The PC game that started a phenomenon is back again in its latest incarnation, and it's finally making its way to the PS2. Quake III Revolution will include more improvements on id Software's acclaimed first-person shooter than any other version, with new maps, enhanced player models and environments, and brand-new play modes. We had the chance to sit down with a near-final version of the game to see just what UK-based developer Bullfrog is doing with the series.
Quake III Revolution promises to play like no other version of Quake III. There are certain problems inherent in creating a new version of the game, which was largely dependent on Internet multiplayer play, for a console without Internet connectivity. Bullfrog is dealing with these problems by focusing on Quake III's single-player elements, and it's working on creating a version of Quake III that is more story-driven and caters more to the single player. The result is Quake III Revolution, a game that takes all the best elements from the Quake III games and squeezes them into a purely single-player experience.
The biggest change to the gameplay of the PC and DC versions of Quake III is the addition of the single-player campaign mode. The campaign mode takes you from a rookie combatant to the top of the ranks, and it's set up similarly to Unreal Tournament's campaign mode. At the start of the campaign mode, you pick one of five characters--Sarge, Anarki, Daemia, Doom, or Klesk. Each character has five vital stats--attack power, speed, health, and armor--and each of the five characters has different strengths and weaknesses. For example, Anarki is fast but not that powerful, Klesk is powerful but not that fast, and Sarge is only average in each category. As you progress through the campaign mode, your character will become a better, more hardened warrior and will receive upgrades to his or her stats. Additionally, as you become more seasoned, your character's appearance will actually start to change to reflect his or her battle experience. These changes range from scorched battle armor or more prominent veins in the character's skin mass to cybernetic implants that are visible on the character's face.
The campaign mode is a series of battles that have different objectives and parameters. The campaign mode has eight different battle types, each of which is a variant of one of three basic game objectives: deathmatch, flag, and elimination. The deathmatch modes are fairly simple--kill a set number of other players before the time limit expires. The basic variants are kill vs. time, where the frag and time limit are the same number; single-weapon deathmatch, where you can only use one randomly selected weapon; and team deathmatch, where two opposing sides fight a team battle. The flag modes involve taking possession of a flag and either transporting it to your base or simply holding it for a set time limit. The elimination mode works similarly to a tournament mode--you fight a series of opponents with only a few lives to spare before you lose. After you eliminate one opponent, you're transported to a different part of the map to fight the next player. As you progress through the campaign mode, you'll be awarded various power-ups, medals, and stat increases depending on your performance.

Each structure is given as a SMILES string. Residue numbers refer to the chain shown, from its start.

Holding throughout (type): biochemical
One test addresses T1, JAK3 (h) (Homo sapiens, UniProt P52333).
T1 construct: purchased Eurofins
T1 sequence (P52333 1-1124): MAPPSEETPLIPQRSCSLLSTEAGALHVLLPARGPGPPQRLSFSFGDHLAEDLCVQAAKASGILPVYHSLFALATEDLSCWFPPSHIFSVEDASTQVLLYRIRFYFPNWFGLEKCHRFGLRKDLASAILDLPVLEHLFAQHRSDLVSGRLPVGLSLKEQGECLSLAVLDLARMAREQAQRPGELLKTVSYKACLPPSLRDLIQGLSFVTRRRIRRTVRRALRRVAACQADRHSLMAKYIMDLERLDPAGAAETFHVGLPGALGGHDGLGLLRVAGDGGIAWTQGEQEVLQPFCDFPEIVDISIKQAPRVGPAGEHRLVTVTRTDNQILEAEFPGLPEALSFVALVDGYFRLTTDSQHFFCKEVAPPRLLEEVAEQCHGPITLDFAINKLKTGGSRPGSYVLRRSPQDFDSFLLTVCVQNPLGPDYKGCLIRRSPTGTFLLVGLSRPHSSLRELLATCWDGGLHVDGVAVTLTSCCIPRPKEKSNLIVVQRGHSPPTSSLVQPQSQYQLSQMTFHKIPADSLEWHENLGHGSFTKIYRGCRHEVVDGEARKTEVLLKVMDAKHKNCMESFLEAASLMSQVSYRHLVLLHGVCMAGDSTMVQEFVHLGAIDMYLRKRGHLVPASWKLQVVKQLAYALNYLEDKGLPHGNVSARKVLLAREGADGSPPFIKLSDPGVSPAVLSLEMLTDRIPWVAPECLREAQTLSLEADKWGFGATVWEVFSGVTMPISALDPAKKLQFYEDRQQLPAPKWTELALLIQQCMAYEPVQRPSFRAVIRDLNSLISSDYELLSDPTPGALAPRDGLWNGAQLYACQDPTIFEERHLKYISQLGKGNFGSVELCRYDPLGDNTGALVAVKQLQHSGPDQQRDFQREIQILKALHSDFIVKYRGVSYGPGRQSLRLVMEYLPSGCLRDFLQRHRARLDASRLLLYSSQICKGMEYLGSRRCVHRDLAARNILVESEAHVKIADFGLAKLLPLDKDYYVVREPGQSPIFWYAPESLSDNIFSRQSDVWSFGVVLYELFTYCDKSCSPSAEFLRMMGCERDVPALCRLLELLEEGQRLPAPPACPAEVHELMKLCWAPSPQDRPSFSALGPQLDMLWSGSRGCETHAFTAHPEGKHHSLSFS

Quake III Revolution also has multiplayer versions of almost all the modes found in the campaign game, and it supports up to four players in the multiplayer quad-screen mode. You'll be able to import your characters from the saved campaign game and play against friends in the multiplayer modes, which include deathmatch, single-weapon deathmatch, single-weapon team deathmatch, capture the flag, team deathmatch, possession, and kill vs. time. You'll be able to select from any of the standard QIII maps, and you can even populate maps with computer-controlled bot players. The PS2 version of the game features the same bot AI interface as the PC version--each bot not only has a favorite weapon, but it also employs a particular style of play. This lets you simulate a wide range of human players and customize exactly what sort of computer-controlled opponents you'd like to play against. As the game no longer features Internet play, the chat function has been completely removed from Quake III Revolution. As such, the bots will no longer chat with you, which can be a bit refreshing.